I'm very proud of the agenda that our (volunteer) curriculum team put together this year. I had the pleasure of unveiling that agenda on their behalf this week, and I want to alert readers of this blog to its availability. I also want to let you know that the early bird registration deadline is next Friday, July 27.

To access the agenda, please click on this link to go to the SRNI website. There you will see a link that says "This Year's Institute." Click on that to see the agenda. If you prefer a downloadable PDF file, click on the "download agenda" link at the top of the page.

Some agenda highlights that may be of interest to local boards:

  • The opening session on "Collaborating with Main Street," featuring Mary Randolph of Wyoming Main Street
  • "Transparent Nonprofit Governance," featuring Laramie CPA Mark Mader
  • A lunchtime roundtable featuring Lorna Johnson, Jill Lloyd and Anne Bunn of the Downtown Clinic (a case study highlighting the collaborative effort that created the clinic)
  • "Effectively Operating a Nonprofit Board," featuring extension educator Milt Green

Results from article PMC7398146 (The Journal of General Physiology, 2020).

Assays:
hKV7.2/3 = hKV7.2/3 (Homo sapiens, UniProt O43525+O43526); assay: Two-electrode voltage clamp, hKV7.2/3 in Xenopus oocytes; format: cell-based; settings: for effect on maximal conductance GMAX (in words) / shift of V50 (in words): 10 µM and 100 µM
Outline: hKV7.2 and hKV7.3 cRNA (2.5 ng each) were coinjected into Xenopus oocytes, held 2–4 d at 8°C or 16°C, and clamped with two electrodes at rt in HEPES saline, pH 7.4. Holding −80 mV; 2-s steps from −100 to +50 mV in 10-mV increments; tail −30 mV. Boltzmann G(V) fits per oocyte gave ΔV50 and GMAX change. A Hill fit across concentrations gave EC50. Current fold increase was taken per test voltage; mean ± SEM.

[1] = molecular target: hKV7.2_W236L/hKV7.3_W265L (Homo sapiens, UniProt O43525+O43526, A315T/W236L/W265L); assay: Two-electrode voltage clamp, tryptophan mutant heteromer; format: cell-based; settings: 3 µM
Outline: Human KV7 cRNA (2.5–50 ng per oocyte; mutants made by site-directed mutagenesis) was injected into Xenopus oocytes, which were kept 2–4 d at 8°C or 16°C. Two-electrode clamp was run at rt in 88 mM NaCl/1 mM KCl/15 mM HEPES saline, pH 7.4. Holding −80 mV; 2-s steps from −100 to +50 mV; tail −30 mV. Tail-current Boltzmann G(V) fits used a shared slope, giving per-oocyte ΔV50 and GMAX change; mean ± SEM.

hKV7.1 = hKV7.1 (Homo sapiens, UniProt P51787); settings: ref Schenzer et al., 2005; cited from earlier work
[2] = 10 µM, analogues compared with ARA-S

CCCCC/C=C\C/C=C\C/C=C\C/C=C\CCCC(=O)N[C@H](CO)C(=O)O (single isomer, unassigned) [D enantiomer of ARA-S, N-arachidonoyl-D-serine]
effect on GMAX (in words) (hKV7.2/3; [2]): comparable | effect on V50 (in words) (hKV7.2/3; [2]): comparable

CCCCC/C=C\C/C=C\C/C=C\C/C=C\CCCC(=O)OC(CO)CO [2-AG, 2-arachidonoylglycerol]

• "Nonprofit Boards -- Governance or Not," featuring Joanne Davis of Wyoming Analytical Laboratories
You'll also be wowed by our keynote speaker, Jody Kretzmann, co-founder of the ABCD Institute at Northwestern University. Dr. Kretzmann brings deep experience facilitating successful community collaborations in a variety of settings.

Actually, you'll be wowed by our entire group of speakers. Click on the "News" link, where you'll find profiles of many of our workshop presenters (with more added daily).

Please consider joining us for SRNI 2007. If you're unable to attend personally, please consider sending members of your staff. It's a great professional development opportunity, right here in Laramie.